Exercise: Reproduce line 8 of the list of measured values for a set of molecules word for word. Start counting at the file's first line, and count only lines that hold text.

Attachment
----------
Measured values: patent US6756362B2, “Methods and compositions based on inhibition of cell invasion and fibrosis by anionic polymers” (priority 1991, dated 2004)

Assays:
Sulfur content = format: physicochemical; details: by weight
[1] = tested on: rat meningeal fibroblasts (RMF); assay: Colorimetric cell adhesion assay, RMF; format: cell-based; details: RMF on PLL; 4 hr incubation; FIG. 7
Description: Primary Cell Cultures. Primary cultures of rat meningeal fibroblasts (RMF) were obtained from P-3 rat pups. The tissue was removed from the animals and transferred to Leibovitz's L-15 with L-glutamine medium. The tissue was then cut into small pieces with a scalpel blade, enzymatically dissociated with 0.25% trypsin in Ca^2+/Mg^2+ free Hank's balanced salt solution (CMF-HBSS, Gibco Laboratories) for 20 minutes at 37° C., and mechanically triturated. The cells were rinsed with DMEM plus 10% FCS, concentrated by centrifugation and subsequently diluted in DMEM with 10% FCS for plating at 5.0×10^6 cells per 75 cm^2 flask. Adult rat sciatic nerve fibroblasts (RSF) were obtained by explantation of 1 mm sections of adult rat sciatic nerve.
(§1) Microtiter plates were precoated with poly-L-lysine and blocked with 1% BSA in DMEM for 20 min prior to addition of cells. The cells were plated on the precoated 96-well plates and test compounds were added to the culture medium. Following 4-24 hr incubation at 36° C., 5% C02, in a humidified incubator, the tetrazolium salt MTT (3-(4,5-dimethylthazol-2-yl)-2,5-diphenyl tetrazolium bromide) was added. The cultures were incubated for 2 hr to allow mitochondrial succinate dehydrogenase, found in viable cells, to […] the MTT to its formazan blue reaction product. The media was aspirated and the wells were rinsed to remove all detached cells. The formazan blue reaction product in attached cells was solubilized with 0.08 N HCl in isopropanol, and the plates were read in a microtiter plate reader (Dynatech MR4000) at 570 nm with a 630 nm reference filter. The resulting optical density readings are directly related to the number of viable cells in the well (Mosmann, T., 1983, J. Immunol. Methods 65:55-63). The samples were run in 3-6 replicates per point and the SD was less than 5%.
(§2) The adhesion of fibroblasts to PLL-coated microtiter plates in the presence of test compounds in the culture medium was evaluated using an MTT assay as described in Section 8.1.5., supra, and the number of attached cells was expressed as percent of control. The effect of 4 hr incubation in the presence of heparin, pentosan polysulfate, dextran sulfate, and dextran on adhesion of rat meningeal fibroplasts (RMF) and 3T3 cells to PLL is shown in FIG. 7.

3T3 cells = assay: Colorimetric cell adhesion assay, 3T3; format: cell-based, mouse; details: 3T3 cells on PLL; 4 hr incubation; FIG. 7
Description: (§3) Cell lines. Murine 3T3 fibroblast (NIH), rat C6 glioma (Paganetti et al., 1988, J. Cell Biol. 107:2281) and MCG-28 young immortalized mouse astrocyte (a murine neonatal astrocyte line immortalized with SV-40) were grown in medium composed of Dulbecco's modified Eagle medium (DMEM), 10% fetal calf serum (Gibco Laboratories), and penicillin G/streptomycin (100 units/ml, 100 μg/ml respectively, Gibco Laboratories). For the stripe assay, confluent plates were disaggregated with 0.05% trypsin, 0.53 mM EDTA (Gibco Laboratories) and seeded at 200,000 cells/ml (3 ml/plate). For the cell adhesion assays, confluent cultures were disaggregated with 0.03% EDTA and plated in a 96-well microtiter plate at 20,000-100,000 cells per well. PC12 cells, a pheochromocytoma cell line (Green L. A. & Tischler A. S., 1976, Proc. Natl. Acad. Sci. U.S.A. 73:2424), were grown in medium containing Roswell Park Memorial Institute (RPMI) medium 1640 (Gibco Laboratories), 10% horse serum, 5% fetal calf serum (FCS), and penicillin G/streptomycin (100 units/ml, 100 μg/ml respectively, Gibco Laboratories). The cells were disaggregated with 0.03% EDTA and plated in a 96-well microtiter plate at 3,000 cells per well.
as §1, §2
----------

3T3 cells = assay: Colorimetric cell adhesion assay, 3T3; format: cell-based, mouse; details: 3T3 cells on PLL; 4 hr incubation; FIG. 7